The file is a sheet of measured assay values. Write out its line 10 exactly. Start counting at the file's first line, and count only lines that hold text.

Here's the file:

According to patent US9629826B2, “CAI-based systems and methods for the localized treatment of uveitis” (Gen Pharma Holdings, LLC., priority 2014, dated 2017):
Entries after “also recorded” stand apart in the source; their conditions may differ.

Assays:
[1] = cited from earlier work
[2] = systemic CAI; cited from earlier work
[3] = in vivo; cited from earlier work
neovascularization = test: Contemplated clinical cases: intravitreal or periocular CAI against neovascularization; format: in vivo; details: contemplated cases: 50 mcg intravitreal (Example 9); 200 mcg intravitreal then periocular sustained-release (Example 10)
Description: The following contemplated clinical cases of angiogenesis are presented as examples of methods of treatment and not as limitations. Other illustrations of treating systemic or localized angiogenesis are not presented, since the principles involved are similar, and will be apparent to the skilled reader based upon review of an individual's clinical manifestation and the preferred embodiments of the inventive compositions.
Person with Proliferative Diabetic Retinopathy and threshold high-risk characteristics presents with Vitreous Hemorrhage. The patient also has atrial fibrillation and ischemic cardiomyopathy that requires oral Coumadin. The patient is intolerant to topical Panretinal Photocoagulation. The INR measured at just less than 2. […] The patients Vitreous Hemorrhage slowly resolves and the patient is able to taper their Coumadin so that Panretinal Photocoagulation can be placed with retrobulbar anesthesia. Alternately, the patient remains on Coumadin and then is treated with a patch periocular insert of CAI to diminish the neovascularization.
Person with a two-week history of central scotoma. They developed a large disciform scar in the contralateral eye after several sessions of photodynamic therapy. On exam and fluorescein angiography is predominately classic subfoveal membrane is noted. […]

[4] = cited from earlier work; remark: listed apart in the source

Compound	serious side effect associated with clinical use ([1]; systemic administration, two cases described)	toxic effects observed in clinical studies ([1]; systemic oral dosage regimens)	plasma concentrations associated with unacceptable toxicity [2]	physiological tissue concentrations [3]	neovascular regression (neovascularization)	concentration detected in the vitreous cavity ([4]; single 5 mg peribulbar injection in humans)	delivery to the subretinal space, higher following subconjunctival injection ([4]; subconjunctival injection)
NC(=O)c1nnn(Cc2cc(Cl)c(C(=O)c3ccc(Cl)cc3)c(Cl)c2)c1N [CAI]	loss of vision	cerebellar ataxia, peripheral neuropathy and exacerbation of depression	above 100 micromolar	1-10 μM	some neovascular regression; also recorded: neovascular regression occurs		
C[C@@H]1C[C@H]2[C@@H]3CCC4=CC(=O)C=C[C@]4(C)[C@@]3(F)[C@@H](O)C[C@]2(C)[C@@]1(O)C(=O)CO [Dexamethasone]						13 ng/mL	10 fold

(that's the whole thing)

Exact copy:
Person with a two-week history of central scotoma. They developed a large disciform scar in the contralateral eye after several sessions of photodynamic therapy. On exam and fluorescein angiography is predominately classic subfoveal membrane is noted. […]